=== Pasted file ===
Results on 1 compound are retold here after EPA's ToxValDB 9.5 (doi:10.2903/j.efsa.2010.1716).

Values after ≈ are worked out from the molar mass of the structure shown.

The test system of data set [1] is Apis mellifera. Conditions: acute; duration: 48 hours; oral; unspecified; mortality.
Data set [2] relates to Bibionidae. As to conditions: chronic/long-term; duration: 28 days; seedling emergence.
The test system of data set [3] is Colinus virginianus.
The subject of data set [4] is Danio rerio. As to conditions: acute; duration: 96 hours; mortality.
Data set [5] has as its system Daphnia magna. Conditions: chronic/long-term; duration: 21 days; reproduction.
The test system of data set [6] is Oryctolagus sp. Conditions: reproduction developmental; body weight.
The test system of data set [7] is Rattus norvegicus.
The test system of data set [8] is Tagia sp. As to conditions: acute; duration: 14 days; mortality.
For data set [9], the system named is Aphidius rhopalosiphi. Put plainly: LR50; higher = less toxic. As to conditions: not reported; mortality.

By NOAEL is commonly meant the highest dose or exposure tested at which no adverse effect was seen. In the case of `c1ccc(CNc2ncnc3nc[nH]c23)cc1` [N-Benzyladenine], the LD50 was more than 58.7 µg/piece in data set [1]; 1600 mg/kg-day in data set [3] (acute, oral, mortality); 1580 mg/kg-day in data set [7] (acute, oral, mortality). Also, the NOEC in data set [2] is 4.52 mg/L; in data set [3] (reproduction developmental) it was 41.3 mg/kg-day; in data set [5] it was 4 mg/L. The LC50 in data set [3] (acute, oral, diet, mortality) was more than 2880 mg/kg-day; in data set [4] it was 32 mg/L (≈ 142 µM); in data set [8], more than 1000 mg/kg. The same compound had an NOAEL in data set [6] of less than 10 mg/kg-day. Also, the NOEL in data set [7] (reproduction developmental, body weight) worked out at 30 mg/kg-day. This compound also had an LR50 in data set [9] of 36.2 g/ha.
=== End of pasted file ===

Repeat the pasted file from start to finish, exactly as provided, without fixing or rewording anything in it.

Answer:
Results on 1 compound are retold here after EPA's ToxValDB 9.5 (doi:10.2903/j.efsa.2010.1716).

Values after ≈ are worked out from the molar mass of the structure shown.

The test system of data set [1] is Apis mellifera. Conditions: acute; duration: 48 hours; oral; unspecified; mortality.
Data set [2] relates to Bibionidae. As to conditions: chronic/long-term; duration: 28 days; seedling emergence.
The test system of data set [3] is Colinus virginianus.
The subject of data set [4] is Danio rerio. As to conditions: acute; duration: 96 hours; mortality.
Data set [5] has as its system Daphnia magna. Conditions: chronic/long-term; duration: 21 days; reproduction.
The test system of data set [6] is Oryctolagus sp. Conditions: reproduction developmental; body weight.
The test system of data set [7] is Rattus norvegicus.
The test system of data set [8] is Tagia sp. As to conditions: acute; duration: 14 days; mortality.
For data set [9], the system named is Aphidius rhopalosiphi. Put plainly: LR50; higher = less toxic. As to conditions: not reported; mortality.

By NOAEL is commonly meant the highest dose or exposure tested at which no adverse effect was seen. In the case of `c1ccc(CNc2ncnc3nc[nH]c23)cc1` [N-Benzyladenine], the LD50 was more than 58.7 µg/piece in data set [1]; 1600 mg/kg-day in data set [3] (acute, oral, mortality); 1580 mg/kg-day in data set [7] (acute, oral, mortality). Also, the NOEC in data set [2] is 4.52 mg/L; in data set [3] (reproduction developmental) it was 41.3 mg/kg-day; in data set [5] it was 4 mg/L. The LC50 in data set [3] (acute, oral, diet, mortality) was more than 2880 mg/kg-day; in data set [4] it was 32 mg/L (≈ 142 µM); in data set [8], more than 1000 mg/kg. The same compound had an NOAEL in data set [6] of less than 10 mg/kg-day. Also, the NOEL in data set [7] (reproduction developmental, body weight) worked out at 30 mg/kg-day. This compound also had an LR50 in data set [9] of 36.2 g/ha.